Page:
Taiwan's leader escalating tensions, angry China says

Over weekend, president said he supports right to hold independence vote

August 06, 2002|By Michael A. Lev | Michael A. Lev,SPECIAL TO THE SUN

BEIJING - China accused Taiwan yesterday of upsetting the delicate political equilibrium that keeps the two sides at peace, claiming that remarks by Taiwan's president about a referendum on the island's future represented "a serious incident" designed to "split China."

While refraining from making a direct military threat, China warned that Taiwan President Chen Shui-bian's apparent advocacy of independence would "lead Taiwan to disaster."

The estranged political relationship between China and Taiwan is marked by consistent tension, even as their economies have become intertwined, but the verbal sparring of the past few days is unusual because Chen appeared to go a step further in defying Beijing.

Chen's speech by video conference Saturday to supporters of Taiwanese independence in Tokyo was sensationalistic and carefully scripted. He said that it is "a basic human right" to hold a referendum on Taiwan's future and that there is basically "one country on each side" of the Taiwan Strait. A few days earlier, Chen had said that unless China responded to Taiwanese good will, Taiwan would "go its own way."

The repercussions, or even the political intent, of Chen's words were not clear because the rhetoric both sides use is often vague. Chen did not specify that he was advocating a referendum on independence.

But China's tough reaction made Taiwan edgy. The Taipei stock market dropped 5.8 percent and a government official in Taipei backpedaled from the president's comments, telling reporters that there has been no change in policy.

"We do not want the independence and sovereignty we enjoy now to be destroyed or changed," said Tsai Ing-wen, the island's top official for China policy, insisting that Taiwan had no plans to seek a permanent split from China. "We will pursue these things in a practical and flexible way."

Taiwan broke from China in 1949 when the Communists took control of the mainland, but Beijing has never relinquished its claim on the island and has threatened to invade if Taiwan declares independence. While Taiwan has averted a conflict by keeping its identity fuzzy, Beijing does not trust Chen's political party because it has advocated independence. Any talk from Taiwan that suggests the island is a separate nation is considered an outrage by Beijing.

No progress has been made toward normalizing political relations in recent years because China insists that Taiwan recognize there is only "one China" before holding talks, a demand that Taiwan rejects. In the meantime, Taiwan has grown more comfortable operating separately as a capitalist democracy.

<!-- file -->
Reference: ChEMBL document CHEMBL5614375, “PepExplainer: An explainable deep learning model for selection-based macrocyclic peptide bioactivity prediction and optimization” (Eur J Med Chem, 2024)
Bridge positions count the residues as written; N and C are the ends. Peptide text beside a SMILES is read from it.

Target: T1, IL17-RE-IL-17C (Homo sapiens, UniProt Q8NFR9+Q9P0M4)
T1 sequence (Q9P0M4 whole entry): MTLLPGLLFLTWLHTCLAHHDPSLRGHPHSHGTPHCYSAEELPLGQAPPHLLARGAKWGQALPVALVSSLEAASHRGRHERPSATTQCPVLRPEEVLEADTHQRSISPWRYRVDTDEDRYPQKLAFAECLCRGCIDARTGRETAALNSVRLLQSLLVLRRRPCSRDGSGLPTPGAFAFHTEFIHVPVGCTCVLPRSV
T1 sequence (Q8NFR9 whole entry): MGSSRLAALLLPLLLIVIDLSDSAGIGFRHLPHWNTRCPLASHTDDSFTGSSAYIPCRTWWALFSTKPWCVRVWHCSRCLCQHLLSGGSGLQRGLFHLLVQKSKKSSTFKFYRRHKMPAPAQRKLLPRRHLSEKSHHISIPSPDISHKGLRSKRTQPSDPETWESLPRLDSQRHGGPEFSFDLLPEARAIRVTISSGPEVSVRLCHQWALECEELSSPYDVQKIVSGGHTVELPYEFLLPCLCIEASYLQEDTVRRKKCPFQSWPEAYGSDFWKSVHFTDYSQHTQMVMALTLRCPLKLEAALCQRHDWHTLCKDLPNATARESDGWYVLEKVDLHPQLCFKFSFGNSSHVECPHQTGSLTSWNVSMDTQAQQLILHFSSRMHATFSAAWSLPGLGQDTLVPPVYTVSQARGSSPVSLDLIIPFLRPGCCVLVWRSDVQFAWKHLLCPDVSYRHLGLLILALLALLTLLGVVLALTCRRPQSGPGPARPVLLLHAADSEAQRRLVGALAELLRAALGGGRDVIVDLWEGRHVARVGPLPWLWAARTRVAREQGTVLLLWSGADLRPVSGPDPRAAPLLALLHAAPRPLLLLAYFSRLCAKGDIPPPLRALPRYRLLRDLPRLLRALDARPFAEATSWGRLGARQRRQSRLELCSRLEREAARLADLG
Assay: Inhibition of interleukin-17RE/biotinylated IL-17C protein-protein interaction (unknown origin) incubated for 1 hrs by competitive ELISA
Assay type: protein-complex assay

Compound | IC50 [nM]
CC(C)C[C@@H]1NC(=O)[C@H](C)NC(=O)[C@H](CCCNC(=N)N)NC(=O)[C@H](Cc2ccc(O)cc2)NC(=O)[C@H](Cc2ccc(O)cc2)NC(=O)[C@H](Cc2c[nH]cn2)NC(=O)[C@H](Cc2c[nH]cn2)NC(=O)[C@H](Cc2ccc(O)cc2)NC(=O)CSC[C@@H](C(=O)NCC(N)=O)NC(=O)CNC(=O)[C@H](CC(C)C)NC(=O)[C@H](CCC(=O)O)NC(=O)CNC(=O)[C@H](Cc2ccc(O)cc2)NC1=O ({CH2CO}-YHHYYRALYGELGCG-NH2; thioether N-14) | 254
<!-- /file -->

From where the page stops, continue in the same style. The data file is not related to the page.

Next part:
The United States takes China's threats seriously and provides arms to Taiwan. But out of deference to the mainland, Washington gives diplomatic recognition only to Beijing.

Most Taiwanese accept the status quo, which gives them political and economic freedom but without the symbol of independent statehood and at the heavy cost of military tension with China.

Analysts said Chen's comments appeared to reflect his frustration with the lack of progress in political discussions with Beijing since he took office in 2000 even as Taiwan was drawn closer into China's orbit through big investment in mainland factories.

The timing of his remarks seemed calculated to tweak Beijing, whose leaders are attending an annual summer political summit, as well as to rally support in Taiwan for Chen's political party ahead of local elections in December. Chen will face re-election in 2004.

Chen's remarks got China's attention. "The sovereignty and integrity of China can't be separated," said Li Weiyi, a spokesman for the Taiwan Affairs Office said in Beijing. Li said Chen's speech "will seriously sabotage relations between the two sides of the Taiwan Strait and affect peace and stability in the Asia-Pacific region."

Michael A. Lev is a reporter for the Chicago Tribune, a Tribune Publishing newspaper.

Baltimore Sun Articles
Please note the green-lined linked article text has been applied commercially without any involvement from our newsroom editors, reporters or any other editorial staff.